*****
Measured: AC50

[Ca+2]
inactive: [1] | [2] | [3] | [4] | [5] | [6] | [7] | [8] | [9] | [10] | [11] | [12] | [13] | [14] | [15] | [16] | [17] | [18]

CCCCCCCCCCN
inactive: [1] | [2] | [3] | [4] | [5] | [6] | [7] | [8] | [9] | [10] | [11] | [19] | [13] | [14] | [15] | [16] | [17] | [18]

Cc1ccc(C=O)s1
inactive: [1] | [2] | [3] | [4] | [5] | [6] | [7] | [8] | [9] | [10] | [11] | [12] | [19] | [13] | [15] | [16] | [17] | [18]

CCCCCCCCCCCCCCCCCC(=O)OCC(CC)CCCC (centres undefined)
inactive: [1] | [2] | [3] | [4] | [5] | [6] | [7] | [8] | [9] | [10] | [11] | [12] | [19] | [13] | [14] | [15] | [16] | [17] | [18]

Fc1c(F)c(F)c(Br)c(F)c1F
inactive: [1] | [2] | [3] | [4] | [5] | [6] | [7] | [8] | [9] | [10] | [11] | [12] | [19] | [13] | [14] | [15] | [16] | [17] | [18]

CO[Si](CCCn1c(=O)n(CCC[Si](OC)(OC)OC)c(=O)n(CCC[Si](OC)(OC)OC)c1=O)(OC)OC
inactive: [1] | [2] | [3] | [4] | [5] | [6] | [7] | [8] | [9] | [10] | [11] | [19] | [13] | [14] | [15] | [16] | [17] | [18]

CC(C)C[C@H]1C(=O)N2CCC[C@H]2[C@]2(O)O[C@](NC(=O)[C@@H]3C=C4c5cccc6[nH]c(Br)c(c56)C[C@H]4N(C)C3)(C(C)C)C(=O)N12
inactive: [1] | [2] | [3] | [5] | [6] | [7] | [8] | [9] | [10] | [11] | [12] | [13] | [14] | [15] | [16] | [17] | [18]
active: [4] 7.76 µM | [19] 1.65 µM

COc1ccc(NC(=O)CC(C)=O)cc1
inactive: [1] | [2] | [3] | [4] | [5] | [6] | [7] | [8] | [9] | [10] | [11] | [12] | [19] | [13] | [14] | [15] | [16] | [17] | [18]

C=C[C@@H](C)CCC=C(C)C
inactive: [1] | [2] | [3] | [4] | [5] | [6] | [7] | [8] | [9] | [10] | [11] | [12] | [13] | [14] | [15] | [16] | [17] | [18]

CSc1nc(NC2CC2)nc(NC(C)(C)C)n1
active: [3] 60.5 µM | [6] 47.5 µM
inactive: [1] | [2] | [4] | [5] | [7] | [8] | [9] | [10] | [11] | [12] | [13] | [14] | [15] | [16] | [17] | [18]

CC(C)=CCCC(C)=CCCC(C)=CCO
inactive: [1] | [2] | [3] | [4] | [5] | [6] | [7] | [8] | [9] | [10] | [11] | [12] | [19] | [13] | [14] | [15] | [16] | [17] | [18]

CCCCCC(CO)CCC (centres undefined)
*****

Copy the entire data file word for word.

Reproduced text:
Measured: AC50

[Ca+2]
inactive: [1] | [2] | [3] | [4] | [5] | [6] | [7] | [8] | [9] | [10] | [11] | [12] | [13] | [14] | [15] | [16] | [17] | [18]

CCCCCCCCCCN
inactive: [1] | [2] | [3] | [4] | [5] | [6] | [7] | [8] | [9] | [10] | [11] | [19] | [13] | [14] | [15] | [16] | [17] | [18]

Cc1ccc(C=O)s1
inactive: [1] | [2] | [3] | [4] | [5] | [6] | [7] | [8] | [9] | [10] | [11] | [12] | [19] | [13] | [15] | [16] | [17] | [18]

CCCCCCCCCCCCCCCCCC(=O)OCC(CC)CCCC (centres undefined)
inactive: [1] | [2] | [3] | [4] | [5] | [6] | [7] | [8] | [9] | [10] | [11] | [12] | [19] | [13] | [14] | [15] | [16] | [17] | [18]

Fc1c(F)c(F)c(Br)c(F)c1F
inactive: [1] | [2] | [3] | [4] | [5] | [6] | [7] | [8] | [9] | [10] | [11] | [12] | [19] | [13] | [14] | [15] | [16] | [17] | [18]

CO[Si](CCCn1c(=O)n(CCC[Si](OC)(OC)OC)c(=O)n(CCC[Si](OC)(OC)OC)c1=O)(OC)OC
inactive: [1] | [2] | [3] | [4] | [5] | [6] | [7] | [8] | [9] | [10] | [11] | [19] | [13] | [14] | [15] | [16] | [17] | [18]

CC(C)C[C@H]1C(=O)N2CCC[C@H]2[C@]2(O)O[C@](NC(=O)[C@@H]3C=C4c5cccc6[nH]c(Br)c(c56)C[C@H]4N(C)C3)(C(C)C)C(=O)N12
inactive: [1] | [2] | [3] | [5] | [6] | [7] | [8] | [9] | [10] | [11] | [12] | [13] | [14] | [15] | [16] | [17] | [18]
active: [4] 7.76 µM | [19] 1.65 µM

COc1ccc(NC(=O)CC(C)=O)cc1
inactive: [1] | [2] | [3] | [4] | [5] | [6] | [7] | [8] | [9] | [10] | [11] | [12] | [19] | [13] | [14] | [15] | [16] | [17] | [18]

C=C[C@@H](C)CCC=C(C)C
inactive: [1] | [2] | [3] | [4] | [5] | [6] | [7] | [8] | [9] | [10] | [11] | [12] | [13] | [14] | [15] | [16] | [17] | [18]

CSc1nc(NC2CC2)nc(NC(C)(C)C)n1
active: [3] 60.5 µM | [6] 47.5 µM
inactive: [1] | [2] | [4] | [5] | [7] | [8] | [9] | [10] | [11] | [12] | [13] | [14] | [15] | [16] | [17] | [18]

CC(C)=CCCC(C)=CCCC(C)=CCO
inactive: [1] | [2] | [3] | [4] | [5] | [6] | [7] | [8] | [9] | [10] | [11] | [12] | [19] | [13] | [14] | [15] | [16] | [17] | [18]

CCCCCC(CO)CCC (centres undefined)